(:file "macros"
                                            :depends-on ("primitives")))
                        :depends-on (basic)))
  :depends-on nil)

<cl> (operate-on-system 'test 'compile :verbose t)

;  - Compiling system "test"
;    - Compiling module "basic"
;      - Compiling source file
;        "/afs/"
;      - Loading binary file
;        "/afs/"
;      - Compiling source file
;        "/afs/"
;      - Loading binary file
;        "/afs/"
;    - Compiling module "graphics"
;      - Compiling source file
;        "/afs/"
;      - Loading binary file
;        "/afs/"
;      - Compiling source file
;        "/afs/"
;      - Loading binary file
;        "/afs/"
;    - Compiling module "operating-system"
;      - Compiling source file
;        "/afs/"
;      - Loading binary file
;        "/afs/"
;      - Compiling source file
;        "/afs/"
;      - Loading binary file
;        "/afs/"
;    - Compiling module "fancy-stuff"
;      - Compiling source file
;        "/afs/"
;      - Loading binary file
;        "/afs/"
;      - Compiling source file
;        "/afs/"
;      - Loading binary file
;        "/afs/"
;  - Providing system test

<cl> (operate-on-system 'test 'load :verbose t)

;  - Loading system "test"
;    - Loading module "basic"
;      - Loading binary file
;        "/afs/"
;      - Loading binary file
;        "/afs/"
;    - Loading module "graphics"
;      - Loading binary file
;        "/afs/"
;      - Loading binary file
;        "/afs/"
;    - Loading module "operating-system"
;      - Loading binary file
;        "/afs/"
;      - Loading binary file
;        "/afs/"
;    - Loading module "fancy-stuff"
;      - Loading binary file
;        "/afs/"
;      - Loading binary file
;        "/afs/"
;  - Providing system test

A Sample System Definition Referencing External Systems

Sometimes one wishes to build system definitions that rely on external systems, defined elsewhere. To do this, one must reference those external systems only as dependencies on the top-level system. Components cannot reference external systems as dependencies.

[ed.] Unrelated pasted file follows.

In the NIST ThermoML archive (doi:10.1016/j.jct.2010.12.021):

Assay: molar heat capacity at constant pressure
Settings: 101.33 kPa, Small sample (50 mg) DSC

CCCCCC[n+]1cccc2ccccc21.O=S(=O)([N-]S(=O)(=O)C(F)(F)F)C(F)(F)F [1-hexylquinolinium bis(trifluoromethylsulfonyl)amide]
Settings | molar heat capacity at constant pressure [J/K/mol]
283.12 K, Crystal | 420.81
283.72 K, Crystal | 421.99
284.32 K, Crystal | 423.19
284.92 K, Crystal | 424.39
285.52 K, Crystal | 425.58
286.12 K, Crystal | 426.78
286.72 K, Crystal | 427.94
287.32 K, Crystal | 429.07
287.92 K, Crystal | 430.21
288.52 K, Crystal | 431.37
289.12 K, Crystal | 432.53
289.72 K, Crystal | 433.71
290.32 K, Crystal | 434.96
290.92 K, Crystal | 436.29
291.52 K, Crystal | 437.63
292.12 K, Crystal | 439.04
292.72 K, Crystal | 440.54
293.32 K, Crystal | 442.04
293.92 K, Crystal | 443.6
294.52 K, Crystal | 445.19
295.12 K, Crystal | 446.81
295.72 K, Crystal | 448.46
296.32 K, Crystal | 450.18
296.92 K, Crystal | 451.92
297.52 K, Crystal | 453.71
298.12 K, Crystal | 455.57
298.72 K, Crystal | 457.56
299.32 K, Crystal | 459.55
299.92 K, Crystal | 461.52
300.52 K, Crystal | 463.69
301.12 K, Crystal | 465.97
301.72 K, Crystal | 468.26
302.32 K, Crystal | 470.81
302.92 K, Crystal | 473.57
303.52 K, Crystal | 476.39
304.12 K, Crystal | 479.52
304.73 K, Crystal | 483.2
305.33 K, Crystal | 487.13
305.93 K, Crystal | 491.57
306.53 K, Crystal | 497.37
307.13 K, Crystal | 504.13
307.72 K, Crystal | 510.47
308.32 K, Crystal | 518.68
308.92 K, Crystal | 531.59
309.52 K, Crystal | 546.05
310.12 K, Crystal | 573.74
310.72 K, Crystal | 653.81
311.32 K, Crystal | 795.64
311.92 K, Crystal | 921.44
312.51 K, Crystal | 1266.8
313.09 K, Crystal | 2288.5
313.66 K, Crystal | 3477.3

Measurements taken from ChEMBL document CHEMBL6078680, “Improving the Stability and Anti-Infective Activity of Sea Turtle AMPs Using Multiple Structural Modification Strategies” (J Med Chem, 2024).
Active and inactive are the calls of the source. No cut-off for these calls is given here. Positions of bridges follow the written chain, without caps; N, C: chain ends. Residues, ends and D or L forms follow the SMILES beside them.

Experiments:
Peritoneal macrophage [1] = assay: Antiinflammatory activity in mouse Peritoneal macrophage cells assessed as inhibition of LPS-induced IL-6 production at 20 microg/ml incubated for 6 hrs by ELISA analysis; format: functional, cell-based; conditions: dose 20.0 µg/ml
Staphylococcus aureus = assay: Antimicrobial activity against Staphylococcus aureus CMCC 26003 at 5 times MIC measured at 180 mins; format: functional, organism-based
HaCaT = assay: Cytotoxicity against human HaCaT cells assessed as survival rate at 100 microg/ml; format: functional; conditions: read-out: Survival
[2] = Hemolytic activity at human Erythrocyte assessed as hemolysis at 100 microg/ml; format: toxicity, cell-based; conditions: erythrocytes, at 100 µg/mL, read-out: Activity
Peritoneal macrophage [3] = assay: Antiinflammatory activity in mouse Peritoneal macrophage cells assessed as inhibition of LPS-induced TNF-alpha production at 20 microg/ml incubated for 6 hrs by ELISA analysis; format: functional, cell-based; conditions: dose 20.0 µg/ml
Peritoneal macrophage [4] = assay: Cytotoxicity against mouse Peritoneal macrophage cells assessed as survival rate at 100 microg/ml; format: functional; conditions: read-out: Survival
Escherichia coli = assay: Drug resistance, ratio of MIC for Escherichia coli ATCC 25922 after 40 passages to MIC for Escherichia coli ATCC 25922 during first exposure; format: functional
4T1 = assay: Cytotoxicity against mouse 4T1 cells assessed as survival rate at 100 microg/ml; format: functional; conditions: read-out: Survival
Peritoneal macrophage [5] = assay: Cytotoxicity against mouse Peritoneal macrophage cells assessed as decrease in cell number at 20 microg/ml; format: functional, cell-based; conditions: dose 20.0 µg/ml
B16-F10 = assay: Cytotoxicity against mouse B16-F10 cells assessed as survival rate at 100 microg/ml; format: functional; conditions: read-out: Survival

Should have example here.

Loading Foreign Files with Defsystem

You can also load foreign files with defsystem. For example, to define that C components are compiled by calling out to "make" and loaded using the foreign loader, try something like this example (originally from db-sockets):

(defparameter *make-program* "make")

(defun c-make-file (filename &rest args &key output-file error-file)
  ;; make foo.o

  (declare (ignore args error-file))
  (make::run-unix-program *make-program* (list output-file)))

(make:define-language :c
  :compiler #'c-make-file
  #+:lucid #'load-foreign-files
  #+cmu #'alien::load-foreign
  #+sbcl #'sb-alien::load-foreign
  #+:allegro #'load
  #-(or :cmu :sbcl :lucid :allegro) #'load
  :source-extension "c"
  :binary-extension "o")

then you define the relevant component like this:

               (:file "get_h_errno.c" :language :c
                      :source-extension "c" :binary-extension "o")

Miscellaneous Notes

Macintosh pathnames are not fully supported at this time because of irregularities in the Allegro Common Lisp definition of the pathname functions. Thus system definitions will not be portable to the Macintosh. To convert them, include the device in the toplevel pathname and include trailing colons in the pathnames of each module.

We currently assume that compilation-load dependencies and if-changed dependencies are identical. However, in some cases this might not be true. For example, if we change a macro we have to recompile functions that depend on it, but not if we change a function. Splitting these apart (with appropriate defaulting) would be nice, but not worth doing immediately since it may save only a couple of file recompilations, while making the defsystem much more complex. And if someone has such a large system that this matters, they've got more important problems.